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The Living Relationship with Scripture

By May 17, 2017 2 Comments

It was when I was twelve years old that I first read through the Bible in an entire year. My Pastor said that someone had made small, home altars for everyone who completed reading the Bible in the year. I work well with positive reinforcement and wanted my Bible medal as a sign of my accomplishment. That’s how I ran my first half-marathon, I wanted the medal. Positive reinforcement works well for me. So that year I began reading through the entire Bible in my brightly colored Teen Study Bible. I made notes in the side and had a journal that allowed me to pray through the different passages. At the end of the year, after reading through the Bible in a year, I received my wood altar. I didn’t realize it at the time that the foundation with my relationship with Scripture was forming and would take on different forms. My Pastor told me that the Bible laid the foundation for our relationship with God.

A few years later in youth group, highly evangelical, we had Bible games called Bible drills. You hold the Bible in the air and the leader calls out a passage and the first one to find the passage stands up and reads it. It was a competition to learn the passages of the Bible. The winner of the Bible drills would win candy or recognition. This worked well for my learning style and I found that I could flip through the pages of the Bible quickly and by the end of the year many of the passages were memorized. My youth pastor told me that the Bible is a sword.

In college I learned a fancy word, hermeneutics. Perhaps it was because I had a crush on the woman who was teaching hermeneutics and every time she said it I wanted to repeat what she said, but it was learning the interpretation of Scripture that added a whole new layer to my relationship to God and the text. What was the context of the story? What did the author hope to convey? Who is the audience? Where was this written? Scripture became a lush forest of adventurous paths to know God and the people of God. My professor told me the Bible was layered.

Then I met the Benedictines and oh do I love them. I learned about dwelling in the Word and reading Scripture through another fancy word, lectio divinia. The Bible was not a sword, the Bible was not an academic research book, but the Bible was sacred words to be savored slowly. Morsels to be tasted in smaller bites. The Holy Spirit spoke in one word or phrase in this way of reading the Bible. The text is living and I encountered the living God each time I read Scripture this way. The Benedictines taught me how to savor the poetry of the living God.

Then the Bible hurt. The Bible hurt a lot. Professors told me women couldn’t preach. Love couldn’t be experienced between two women or two men. That the purity of Scripture was stronger than the grace of God. The gospel was not good news anymore to me. The Gospel was mean. It was these Christians who taught me I didn’t want to read the Bible anymore.

Who enters seminary having a very strained relationship with Scripture? Me. Slowly it was Dr. Tom Boogaart who taught me the prophetic and poetic nature of Scripture again and my heart began to heal. It was Dr. Carol Bechtel who taught me the humanness of the Psalms. It was Dr. Van Dyk who taught me about feminism and Scripture. It was Dr. Brown who taught me how to memorize Scripture again and the Living Word began to heal the hurt that some Christians had caused from a Gospel that looked more like fear than grace. Seminary taught me how to love Scripture again.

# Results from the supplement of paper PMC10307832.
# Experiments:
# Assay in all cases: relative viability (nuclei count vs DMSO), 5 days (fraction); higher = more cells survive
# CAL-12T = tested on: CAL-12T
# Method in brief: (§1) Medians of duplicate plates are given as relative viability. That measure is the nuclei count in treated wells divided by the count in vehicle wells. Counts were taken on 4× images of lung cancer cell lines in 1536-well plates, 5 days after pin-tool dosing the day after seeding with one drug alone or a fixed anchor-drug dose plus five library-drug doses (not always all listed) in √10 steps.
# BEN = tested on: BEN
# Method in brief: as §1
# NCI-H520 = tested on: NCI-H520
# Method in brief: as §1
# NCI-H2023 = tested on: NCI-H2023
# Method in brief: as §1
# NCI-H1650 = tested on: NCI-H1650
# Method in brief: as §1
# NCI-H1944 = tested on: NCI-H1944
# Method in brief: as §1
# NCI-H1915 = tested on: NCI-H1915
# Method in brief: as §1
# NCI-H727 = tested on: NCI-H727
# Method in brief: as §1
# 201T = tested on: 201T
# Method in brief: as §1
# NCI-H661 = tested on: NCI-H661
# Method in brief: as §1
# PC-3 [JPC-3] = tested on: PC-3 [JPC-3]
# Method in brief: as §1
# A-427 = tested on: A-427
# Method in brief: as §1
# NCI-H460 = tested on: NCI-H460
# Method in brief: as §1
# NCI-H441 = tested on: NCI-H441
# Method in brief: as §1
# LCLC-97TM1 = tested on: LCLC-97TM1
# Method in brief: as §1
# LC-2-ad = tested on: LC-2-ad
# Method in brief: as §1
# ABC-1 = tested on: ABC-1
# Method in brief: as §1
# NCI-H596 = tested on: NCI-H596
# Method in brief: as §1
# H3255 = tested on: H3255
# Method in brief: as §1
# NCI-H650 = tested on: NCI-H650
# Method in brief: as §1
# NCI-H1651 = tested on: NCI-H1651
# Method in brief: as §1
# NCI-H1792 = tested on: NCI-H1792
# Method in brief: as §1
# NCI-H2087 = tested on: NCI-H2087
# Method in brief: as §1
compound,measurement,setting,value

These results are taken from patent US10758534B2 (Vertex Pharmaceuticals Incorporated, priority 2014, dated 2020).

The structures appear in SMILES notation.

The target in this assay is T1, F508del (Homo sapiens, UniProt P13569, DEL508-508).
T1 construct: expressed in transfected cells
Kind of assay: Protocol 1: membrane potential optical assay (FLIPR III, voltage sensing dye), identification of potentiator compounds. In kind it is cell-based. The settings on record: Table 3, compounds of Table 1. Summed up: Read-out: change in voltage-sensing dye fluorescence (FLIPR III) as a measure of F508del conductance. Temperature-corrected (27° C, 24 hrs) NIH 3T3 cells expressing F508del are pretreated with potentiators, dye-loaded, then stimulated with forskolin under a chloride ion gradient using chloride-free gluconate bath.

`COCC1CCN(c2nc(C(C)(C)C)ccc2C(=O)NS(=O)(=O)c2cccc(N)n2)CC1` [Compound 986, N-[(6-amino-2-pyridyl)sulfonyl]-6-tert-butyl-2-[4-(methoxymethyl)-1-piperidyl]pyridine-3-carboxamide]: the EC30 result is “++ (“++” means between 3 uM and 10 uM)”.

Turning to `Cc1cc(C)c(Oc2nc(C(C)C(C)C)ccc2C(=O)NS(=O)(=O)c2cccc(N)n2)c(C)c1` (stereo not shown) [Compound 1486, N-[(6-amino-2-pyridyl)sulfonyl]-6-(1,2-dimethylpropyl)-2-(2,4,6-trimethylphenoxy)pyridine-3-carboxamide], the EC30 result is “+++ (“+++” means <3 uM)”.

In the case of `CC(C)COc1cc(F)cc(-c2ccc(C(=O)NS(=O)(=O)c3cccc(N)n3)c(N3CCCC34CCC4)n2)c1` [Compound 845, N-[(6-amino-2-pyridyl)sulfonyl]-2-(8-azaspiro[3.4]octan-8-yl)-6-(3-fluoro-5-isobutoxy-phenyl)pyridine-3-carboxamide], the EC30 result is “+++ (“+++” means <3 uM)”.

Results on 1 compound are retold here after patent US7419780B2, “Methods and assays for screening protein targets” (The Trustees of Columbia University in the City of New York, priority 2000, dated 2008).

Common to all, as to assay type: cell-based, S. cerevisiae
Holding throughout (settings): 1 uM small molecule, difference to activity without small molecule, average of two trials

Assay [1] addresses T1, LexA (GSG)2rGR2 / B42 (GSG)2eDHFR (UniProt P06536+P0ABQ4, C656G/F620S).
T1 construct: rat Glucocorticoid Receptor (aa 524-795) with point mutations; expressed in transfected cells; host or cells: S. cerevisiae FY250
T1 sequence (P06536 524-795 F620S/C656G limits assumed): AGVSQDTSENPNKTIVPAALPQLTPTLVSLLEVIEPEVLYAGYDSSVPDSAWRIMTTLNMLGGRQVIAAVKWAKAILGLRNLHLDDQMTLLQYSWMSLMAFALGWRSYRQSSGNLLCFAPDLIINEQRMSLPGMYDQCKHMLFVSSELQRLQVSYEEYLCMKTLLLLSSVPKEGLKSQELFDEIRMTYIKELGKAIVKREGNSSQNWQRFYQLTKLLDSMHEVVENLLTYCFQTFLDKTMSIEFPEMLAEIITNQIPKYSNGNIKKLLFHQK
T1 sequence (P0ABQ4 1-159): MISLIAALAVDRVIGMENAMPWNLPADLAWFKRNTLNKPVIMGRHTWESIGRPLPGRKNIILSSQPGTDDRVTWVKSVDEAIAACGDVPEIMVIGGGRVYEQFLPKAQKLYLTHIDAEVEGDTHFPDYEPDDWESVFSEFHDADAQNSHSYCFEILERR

Fast-forward ten years to me standing in the pulpit preaching in New York City as a Minister of Word and Sacrament from the Gospel of John. I know the passage I’m preaching on. I memorized it when I was twelve. I later had a strained relationship with it because some used it as a form of judgment instead of God’s comforting words of assurance. Somehow the beginning of the passage “Do not let your hearts be troubled” was left out when I would harshly hear “I am the way, the truth, and the life” out of context from a judgmental preacher. When you put these phrases together the living God is much more personal. The Bible is what I love to preach.

It is one of my greatest joys to teach and preach Scripture. Someone who used to be evangelical and was so hurt by the tradition decided to walk away from faith all together asked me “How did you get here?” I think he meant, how did I get even stronger in my proclamation of the Gospel of Jesus and vocally socially forward thinking. I told him “It is Scripture that got me here. I kept searching for the good news or rather I kept hearing God calling out the good news in new ways through teachers until I became one of the teachers myself.” My friend said “You are now giving me a new understanding of Scripture and that perhaps I can return to it with new eyes.” Perhaps you can, my friend. Good news is not meant to be mean. The Bible is about life and the gift of the Holy Spirit working in our lives.

May Scripture bring us life and joy and preserve us this day and evermore.



Jes Kast

The Reverend Jes Kast is an ordained Minister of Word and Sacrament and serves West End Collegiate Church as their Associate Pastor.


  • stevenmrodriguez says:

    Thanks for posting this, Jes. It is really incredible to see the amount of theological ground you have traversed as a pilgrim. You capture the truth that we don’t read the Bible standing still. We’re always reading on the move. I feel the same way. It’s crazy how different a passage of scripture can look when I see it from a new place.

    • Jes Kast says:

      “Always reading on the move” — that’s beautiful. Part of what makes Scripture so living. Bless you in your continued relationship with Scripture and the Living Christ in Scripture.

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